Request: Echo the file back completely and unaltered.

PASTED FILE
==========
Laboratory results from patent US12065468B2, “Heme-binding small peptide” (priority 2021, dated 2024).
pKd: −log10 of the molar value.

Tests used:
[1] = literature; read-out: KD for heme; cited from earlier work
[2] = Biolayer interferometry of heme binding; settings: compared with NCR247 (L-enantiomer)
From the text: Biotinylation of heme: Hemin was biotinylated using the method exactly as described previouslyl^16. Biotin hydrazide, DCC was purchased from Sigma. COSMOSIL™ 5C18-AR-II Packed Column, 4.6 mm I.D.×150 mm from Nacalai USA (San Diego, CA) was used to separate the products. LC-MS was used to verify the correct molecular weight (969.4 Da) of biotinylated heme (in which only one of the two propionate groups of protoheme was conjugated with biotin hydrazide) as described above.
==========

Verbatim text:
Laboratory results from patent US12065468B2, “Heme-binding small peptide” (priority 2021, dated 2024).
pKd: −log10 of the molar value.

Tests used:
[1] = literature; read-out: KD for heme; cited from earlier work
[2] = Biolayer interferometry of heme binding; settings: compared with NCR247 (L-enantiomer)
From the text: Biotinylation of heme: Hemin was biotinylated using the method exactly as described previouslyl^16. Biotin hydrazide, DCC was purchased from Sigma. COSMOSIL™ 5C18-AR-II Packed Column, 4.6 mm I.D.×150 mm from Nacalai USA (San Diego, CA) was used to separate the products. LC-MS was used to verify the correct molecular weight (969.4 Da) of biotinylated heme (in which only one of the two propionate groups of protoheme was conjugated with biotin hydrazide) as described above.